New releases for both variants of the W0EB/ W2CTX firmware have been recently announced by Jim W0EB. This includes the version that works with the existing Raduino configuration (but requires minor rewiring of the CW key) and the upgraded display using I2C (using the W0EB/W2CTX RadI2Cino card or your own mod).
Ron W2CTX reminds us that if list emails stop arriving you will need to go to the BITX20 Group website and click on the “UNBOUNCE” to get them started again. This can happen if your Internet Service Provider goes offline for a few hours, or your email box is full and bounces emails.
VK3DAN has a µBITx and as soon as he received it he was busy modding it for a 20×4 (2004) screen. This sort of screen is easily substituted on the Raduino, but to use the extra display space requires modding the firmware.
Dan has added band readout, his callsign, etc. It also incorporates the CW sidetone fix, CAT system and various fixes written by Ian Lee KD8CEC. This firmware version won’t work with the 16×2 (1602) screen provided with your uBITX kit. You will need to have purchased a 2004 type screen to replace your stock display. You will also need to edit ubitx_ui.ino to change the callsign to your own.
Rod KM6SN found that WSJT-X running on some versions of Linux would not work well with the µBITX. The problem was the Hamlib FT-817 protocol was not successfully connecting to the uBITX at startup.
For the past two weeks Rod has been working with Bill Somerville, G4WJS (developer of Hamlib) on the issues. He explained the nature of the problem, and provided CAT link protocol logic analyzer traces, and did bench testing of new Hamlib code Bill provided.
Bill took a lot of time out of his schedule to work on this, and it has borne fruit, having now identified the area that needed changes, provided modified software, and stayed with the problem through quite a few iterations of testing.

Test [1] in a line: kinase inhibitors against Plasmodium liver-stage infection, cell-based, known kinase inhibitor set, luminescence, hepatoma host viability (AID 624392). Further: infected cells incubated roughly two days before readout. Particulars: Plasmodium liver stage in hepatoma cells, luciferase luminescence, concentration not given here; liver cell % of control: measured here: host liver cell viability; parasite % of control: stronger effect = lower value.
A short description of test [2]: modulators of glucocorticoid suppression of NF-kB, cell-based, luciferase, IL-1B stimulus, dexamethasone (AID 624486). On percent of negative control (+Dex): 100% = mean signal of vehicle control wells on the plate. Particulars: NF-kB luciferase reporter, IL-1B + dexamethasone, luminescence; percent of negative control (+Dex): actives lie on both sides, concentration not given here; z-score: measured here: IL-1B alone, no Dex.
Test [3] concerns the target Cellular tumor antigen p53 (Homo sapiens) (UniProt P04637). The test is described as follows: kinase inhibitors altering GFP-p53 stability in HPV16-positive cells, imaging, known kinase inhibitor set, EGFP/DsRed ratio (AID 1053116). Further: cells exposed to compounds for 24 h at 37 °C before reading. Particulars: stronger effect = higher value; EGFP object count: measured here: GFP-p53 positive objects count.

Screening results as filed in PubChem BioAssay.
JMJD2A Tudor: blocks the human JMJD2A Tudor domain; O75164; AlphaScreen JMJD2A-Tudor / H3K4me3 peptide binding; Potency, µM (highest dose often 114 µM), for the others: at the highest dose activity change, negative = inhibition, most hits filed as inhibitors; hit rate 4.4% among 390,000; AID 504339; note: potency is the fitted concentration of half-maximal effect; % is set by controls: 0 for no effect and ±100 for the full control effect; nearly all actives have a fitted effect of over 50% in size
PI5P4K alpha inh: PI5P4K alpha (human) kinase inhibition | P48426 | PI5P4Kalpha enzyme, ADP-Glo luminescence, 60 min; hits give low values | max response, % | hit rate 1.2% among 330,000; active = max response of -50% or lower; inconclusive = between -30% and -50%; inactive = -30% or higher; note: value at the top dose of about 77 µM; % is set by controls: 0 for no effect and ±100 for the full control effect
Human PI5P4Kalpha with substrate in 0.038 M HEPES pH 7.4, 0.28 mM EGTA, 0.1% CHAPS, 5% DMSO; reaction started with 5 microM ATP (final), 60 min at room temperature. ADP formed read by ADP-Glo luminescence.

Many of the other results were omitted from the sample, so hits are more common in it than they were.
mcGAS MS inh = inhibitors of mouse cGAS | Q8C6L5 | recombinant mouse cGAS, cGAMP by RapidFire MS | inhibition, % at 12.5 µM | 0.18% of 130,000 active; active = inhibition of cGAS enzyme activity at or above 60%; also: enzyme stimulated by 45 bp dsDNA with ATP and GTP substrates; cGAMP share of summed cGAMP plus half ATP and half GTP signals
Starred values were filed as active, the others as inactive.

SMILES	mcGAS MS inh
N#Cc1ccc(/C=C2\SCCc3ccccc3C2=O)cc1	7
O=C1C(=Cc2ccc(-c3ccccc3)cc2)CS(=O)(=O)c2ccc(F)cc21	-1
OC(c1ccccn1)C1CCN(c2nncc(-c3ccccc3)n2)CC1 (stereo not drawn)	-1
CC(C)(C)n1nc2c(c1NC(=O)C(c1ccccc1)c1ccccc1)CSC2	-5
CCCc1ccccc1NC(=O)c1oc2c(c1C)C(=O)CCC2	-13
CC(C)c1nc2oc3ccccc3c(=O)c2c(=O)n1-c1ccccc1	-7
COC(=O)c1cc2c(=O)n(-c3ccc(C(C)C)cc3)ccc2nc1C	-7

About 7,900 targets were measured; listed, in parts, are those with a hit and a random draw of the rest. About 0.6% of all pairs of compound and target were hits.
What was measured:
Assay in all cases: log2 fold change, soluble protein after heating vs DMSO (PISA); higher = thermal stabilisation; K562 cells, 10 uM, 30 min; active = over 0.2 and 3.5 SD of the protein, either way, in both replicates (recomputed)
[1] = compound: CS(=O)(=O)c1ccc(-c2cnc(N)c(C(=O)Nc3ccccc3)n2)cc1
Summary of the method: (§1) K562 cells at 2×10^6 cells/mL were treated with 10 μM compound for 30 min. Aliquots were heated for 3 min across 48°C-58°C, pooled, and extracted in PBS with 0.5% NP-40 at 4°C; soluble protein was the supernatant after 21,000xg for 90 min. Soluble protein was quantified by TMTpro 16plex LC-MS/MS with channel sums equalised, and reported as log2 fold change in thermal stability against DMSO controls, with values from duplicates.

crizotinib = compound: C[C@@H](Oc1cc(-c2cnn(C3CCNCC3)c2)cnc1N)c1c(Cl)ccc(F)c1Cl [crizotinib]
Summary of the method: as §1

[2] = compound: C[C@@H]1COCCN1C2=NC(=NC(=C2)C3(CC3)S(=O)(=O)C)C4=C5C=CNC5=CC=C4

Rod and the rest of the digital mode enthusiast community will no doubt be grateful for Bill’s persistence.
The Hamlib FT-817 protocol has been modified to resolve the problem, and there should be an official WSJT-X release for Linux including this patch soon.
Details will be posted on uBITx.net when the new WSJT-X version is available.
“For my part I don’t know if it’s hard code developer or more mad hacker, but it is fun. Here is a picture of the latest addition, an L-Network ATU built in the uBitx case, driven by two servos and controlled by an Arduino mini pro linked over I2C to the Raduino.
“It is now working well (80m to 10m) but needs cleaning up, shields (just to make sure) and a nice display of SWR and Power on the LCD. More details to come.”
Ron, W7HD, was very interested in the servo control code and components and wiring as he would like to adapt this idea to handle a pair of servos for an az-el rotor for his satellite Arrow antenna, which only weighs about 1-2 pounds. Then he just needs to add a bit of code to show the actual antenna position and he’ll be all set!
Ron suggests another adaptation of this project would be to remotely tune a magnetic loop antenna. One of the problems you run into when trying to tune a loop is that your body affects the tuning.